5. Also in the first round at the BMW, fellow-South African Branden Grace hit his approach shot into a buried lie in the greenside bunker on the 13th hole. Grace then vigorously dug his feet (it looked extremely exaggerated) claiming that when he did so his foot touched the plastic lining of the bunker which should entitle him to a free drop. After making his case to European Tour rules official Mark Hill, Hill agreed and Grace was allowed to take a free drop. It did not sit well with a great many of his fellow professionals including former Ryder Cup Captain, Paul McGinley who bluntly said: “It was ridiculous. If you twist your feet enough, you’re bound to eventually reach the bunker lining. That means anytime a player wants relief from a poor lie he can simply twist his feet until he reaches the bunker lining. That can’t be right.” Right.
  6. At the LPGA Volvik Championship at Travis Pointe Country Club in Ann Arbor, Michigan, a star studded field flooded the leaderboard. Ultimately Chinese star, Shanshan Feng was a one-shot winner over up and coming Australian star, Minjee Lee and South Korea’s Sung-hyun Park. Starting the day with the lead, Feng closed with a 4-under par 68 to finish the week at 19-under par and claim her 7th LPGA title. Feng who never watches the leaderboard during tournaments will see her world ranking improve one place to #3.
  7. Wentworth Golf Club, the host venue for the European Tour’s marquee event, the BMW PGA Championship has always been a polarizing choice for players. It draws a large contingent of European players who play on the PGA Tour who support the event but is either a course that a player loves or that they don’t like at all. Sweden’s Alex Noren overcame a 7 shot deficit while shooting a course record 10-under par, 62 to win by two shots over Italian Francesco Molinari. Noren has been an a torrid run since his win last July in the Scottish Open, winning 5 events in those 10 months. The 34-year old will now move up to #8 in the world rankings with this, the most important of his 9 career wins on the European Tour.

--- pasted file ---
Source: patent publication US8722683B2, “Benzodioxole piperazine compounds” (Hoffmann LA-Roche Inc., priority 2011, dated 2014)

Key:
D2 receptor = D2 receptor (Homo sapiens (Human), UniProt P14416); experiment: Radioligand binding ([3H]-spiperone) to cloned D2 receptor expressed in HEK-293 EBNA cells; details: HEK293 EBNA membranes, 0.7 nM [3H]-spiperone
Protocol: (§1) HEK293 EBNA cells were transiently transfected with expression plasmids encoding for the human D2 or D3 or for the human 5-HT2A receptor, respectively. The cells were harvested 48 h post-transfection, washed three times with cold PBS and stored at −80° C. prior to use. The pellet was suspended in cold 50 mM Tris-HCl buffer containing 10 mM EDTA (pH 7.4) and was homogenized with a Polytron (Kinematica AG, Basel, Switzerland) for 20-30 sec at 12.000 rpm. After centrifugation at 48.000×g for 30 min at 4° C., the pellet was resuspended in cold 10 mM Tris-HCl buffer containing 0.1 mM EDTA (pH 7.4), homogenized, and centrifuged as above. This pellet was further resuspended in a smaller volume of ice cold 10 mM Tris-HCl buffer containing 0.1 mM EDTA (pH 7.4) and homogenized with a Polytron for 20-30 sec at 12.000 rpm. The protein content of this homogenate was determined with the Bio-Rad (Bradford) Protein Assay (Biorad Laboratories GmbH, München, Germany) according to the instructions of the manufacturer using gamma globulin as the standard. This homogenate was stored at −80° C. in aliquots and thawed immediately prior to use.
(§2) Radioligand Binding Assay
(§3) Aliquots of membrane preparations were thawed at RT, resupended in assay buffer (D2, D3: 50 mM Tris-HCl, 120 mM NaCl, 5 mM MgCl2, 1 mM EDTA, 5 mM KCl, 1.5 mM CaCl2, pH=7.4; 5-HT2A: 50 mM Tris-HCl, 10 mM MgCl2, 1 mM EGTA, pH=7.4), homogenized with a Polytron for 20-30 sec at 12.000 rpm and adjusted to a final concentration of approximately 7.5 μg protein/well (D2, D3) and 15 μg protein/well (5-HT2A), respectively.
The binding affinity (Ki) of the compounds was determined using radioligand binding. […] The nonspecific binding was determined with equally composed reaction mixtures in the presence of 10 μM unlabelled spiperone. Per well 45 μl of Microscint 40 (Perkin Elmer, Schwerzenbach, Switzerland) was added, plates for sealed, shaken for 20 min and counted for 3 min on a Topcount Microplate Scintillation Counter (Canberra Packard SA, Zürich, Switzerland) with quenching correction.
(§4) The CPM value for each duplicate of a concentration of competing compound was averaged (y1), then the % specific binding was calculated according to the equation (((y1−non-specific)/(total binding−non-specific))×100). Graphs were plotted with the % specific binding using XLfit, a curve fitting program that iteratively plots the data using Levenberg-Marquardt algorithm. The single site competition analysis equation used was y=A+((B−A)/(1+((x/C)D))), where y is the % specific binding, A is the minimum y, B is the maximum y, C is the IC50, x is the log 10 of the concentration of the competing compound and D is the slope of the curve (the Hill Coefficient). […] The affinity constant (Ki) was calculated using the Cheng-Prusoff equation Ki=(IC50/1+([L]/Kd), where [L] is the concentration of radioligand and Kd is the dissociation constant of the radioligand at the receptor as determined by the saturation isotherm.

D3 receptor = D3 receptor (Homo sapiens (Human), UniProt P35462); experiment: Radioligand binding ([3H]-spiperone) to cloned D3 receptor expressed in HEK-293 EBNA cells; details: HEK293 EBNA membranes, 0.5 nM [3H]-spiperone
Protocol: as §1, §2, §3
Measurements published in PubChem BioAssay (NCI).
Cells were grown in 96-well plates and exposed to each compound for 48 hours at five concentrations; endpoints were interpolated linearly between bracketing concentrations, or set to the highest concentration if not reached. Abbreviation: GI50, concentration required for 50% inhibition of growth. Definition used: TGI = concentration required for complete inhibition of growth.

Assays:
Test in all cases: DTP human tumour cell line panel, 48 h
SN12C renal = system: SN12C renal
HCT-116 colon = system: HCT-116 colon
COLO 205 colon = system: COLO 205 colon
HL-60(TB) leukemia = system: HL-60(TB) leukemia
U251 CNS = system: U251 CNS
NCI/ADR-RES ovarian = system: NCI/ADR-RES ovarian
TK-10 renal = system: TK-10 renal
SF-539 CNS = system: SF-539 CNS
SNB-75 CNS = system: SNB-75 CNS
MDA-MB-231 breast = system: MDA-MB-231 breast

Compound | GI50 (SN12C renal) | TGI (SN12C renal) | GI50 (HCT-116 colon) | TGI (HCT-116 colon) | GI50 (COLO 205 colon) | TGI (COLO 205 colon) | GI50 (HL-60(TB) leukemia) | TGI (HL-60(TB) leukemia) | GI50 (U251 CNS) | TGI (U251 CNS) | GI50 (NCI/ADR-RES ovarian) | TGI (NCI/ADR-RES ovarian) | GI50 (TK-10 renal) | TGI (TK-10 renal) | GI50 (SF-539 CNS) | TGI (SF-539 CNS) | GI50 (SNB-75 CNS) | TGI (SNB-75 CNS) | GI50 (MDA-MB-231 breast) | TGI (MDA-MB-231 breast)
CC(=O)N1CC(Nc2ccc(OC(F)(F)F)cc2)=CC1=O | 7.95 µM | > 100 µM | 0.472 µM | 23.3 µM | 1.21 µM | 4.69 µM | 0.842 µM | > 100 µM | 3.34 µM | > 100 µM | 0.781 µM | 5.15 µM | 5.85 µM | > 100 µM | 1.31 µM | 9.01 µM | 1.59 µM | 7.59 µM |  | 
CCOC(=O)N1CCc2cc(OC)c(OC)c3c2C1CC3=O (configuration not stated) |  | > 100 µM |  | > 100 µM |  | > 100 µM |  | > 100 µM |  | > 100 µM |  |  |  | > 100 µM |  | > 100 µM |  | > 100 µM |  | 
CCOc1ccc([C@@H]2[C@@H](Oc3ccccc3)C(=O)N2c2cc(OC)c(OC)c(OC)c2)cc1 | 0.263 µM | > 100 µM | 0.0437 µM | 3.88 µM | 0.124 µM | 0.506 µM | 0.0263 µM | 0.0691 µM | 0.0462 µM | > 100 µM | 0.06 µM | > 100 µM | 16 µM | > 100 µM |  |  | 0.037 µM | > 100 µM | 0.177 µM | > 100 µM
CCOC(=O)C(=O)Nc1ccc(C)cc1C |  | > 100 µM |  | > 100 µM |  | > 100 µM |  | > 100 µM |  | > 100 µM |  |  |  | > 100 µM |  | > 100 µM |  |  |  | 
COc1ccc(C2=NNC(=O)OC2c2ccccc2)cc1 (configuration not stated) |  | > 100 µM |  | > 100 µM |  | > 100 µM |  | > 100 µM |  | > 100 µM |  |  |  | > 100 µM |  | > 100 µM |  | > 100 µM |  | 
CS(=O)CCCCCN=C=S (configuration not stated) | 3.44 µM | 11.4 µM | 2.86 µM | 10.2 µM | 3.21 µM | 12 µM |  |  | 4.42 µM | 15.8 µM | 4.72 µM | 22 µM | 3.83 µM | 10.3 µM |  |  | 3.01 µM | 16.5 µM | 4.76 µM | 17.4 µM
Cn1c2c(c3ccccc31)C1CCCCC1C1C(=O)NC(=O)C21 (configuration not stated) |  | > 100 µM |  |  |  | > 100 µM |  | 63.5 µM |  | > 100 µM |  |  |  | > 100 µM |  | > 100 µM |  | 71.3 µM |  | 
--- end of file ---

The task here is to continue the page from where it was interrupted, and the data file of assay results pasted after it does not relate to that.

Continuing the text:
8. The PGA Tour Champions Tour’s second Major Championship of the year, the Senior PGA Championship at Trump National Golf Club became a two-man battle between Vijay Singh and Bernhard Langer. Singh was looking to win his first Major on the over-50 circuit while the ageless 59-year old Langer was trying to make history and win a record 9th Major title on the Champions Tour. Langer edged the Big Fijian by one with a 4-day total of 18-under to capture his second Major of the season after having dominated at last week’s Regions Tradition Championship (he was 20-under par for those 4 days). For golf’s version of Methuselah, this was win #32 on the Champions Tour which is 2nd most of all time.
  9. And finally and most importantly, we would thank and salute all the men and women of the Armed forces for their service, dedication and sacrifice as we celebrate Memorial Day tomorrow.